Fast forward to May, 2012.  President Obama grants eight states, including New York, waivers from the NCLB education mandates, bringing the total of states with waivers in 2012 to nineteen.  Waivers were needed because Congress wouldn't fix the law, and it was pretty clear by now that the 100% mandated success rate just wasn't going to happen.  But there was a catch - again, probably a well meaning one in some respect, but a catch none the less.  In exchange for the NCLB waiver, the states had to promise to implement "common core standards" for students.  Between the waivers and Race to the Top, we were sure gonna need a heckuva lot of new common core textbooks, huh?


It is estimated that national cost for compliance with common core will be between $1 billion to $8 billion and the profits will go almost directly to publishers.  Pearson Education is one of the big winners in this whole thing.

But that's not even where the real money is.  The real money - the truly fat stacks - they come if the scenario I am about to paint becomes fully realized.  What am I talking about?  I am talking about a perceived systematic failure of our entire public school system  - a ranking of "piss poor" due to the fact that our children will have lost the ability to do simple addition and subtraction - not because they are lacking in intelligence, not because teachers are not skilled in educating, but because the Common Core that was introduced was intended not to educate, but to confuse both children and parents alike.  Why?  Oh, come on - say it with me -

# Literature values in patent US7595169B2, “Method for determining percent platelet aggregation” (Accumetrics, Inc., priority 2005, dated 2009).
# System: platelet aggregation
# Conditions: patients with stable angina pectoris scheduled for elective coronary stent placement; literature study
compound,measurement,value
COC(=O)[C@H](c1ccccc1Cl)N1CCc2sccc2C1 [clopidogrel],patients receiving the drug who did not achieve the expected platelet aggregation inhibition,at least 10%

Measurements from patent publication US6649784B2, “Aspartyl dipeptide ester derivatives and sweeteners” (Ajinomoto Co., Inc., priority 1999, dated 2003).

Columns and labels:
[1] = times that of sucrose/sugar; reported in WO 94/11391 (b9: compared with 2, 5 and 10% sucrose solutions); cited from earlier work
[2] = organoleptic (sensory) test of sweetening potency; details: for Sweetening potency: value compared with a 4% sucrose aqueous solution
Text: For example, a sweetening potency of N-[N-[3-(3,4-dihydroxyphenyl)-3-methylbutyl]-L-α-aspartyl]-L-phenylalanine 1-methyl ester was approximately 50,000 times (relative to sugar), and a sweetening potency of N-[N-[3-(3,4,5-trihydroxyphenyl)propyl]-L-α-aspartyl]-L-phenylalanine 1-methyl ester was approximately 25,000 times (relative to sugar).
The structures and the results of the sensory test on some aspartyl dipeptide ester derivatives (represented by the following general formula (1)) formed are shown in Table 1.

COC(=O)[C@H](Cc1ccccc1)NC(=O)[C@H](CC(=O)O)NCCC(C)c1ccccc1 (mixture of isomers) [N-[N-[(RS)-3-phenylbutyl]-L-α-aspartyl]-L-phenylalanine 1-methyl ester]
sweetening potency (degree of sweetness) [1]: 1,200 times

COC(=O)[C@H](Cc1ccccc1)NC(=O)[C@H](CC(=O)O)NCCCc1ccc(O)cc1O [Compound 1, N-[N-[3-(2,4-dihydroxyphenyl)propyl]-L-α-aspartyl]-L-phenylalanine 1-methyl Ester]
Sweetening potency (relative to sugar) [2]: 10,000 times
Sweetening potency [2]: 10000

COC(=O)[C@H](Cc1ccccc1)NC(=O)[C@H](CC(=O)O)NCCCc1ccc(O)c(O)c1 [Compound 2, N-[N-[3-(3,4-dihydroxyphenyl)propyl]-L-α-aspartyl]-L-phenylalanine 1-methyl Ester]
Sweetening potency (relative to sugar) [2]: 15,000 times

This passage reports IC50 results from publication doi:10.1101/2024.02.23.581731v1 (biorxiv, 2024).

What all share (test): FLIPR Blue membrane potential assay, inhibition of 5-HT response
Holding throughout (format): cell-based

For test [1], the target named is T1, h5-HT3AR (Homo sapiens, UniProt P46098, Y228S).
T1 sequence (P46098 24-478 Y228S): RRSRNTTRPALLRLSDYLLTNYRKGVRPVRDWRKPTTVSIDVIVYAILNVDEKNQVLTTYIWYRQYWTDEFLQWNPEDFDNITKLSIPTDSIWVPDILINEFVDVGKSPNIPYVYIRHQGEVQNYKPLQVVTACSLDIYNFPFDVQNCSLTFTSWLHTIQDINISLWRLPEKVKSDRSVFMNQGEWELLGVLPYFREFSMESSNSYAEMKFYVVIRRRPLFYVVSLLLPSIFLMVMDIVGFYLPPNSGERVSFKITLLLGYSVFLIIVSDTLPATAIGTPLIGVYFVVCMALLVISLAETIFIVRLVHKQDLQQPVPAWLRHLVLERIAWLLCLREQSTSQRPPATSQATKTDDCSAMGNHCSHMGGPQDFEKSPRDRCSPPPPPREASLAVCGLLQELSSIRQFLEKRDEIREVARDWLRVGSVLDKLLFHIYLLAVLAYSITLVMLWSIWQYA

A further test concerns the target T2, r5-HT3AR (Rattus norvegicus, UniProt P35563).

'Cuz Money, That's Why.

Here's a glimpse at what's already happening in our society as a result of the already existing charter schools (and remember, the more public schools fail, the more charter schools are "needed") -

Alan Singer,  a social studies educator in the Department of Teaching, Literacy and Leadership at Hofstra University in Long Island, New York, and the editor of Social Science Docket (a joint publication of the New York and New Jersey Councils for Social Studies) has taught at a number of secondary schools in New York City, including Franklin K. Lane High School and Edward R. Murrow High School. He is also the author of several books.  This appeared on his Huffington Post blog.

By Alan Singer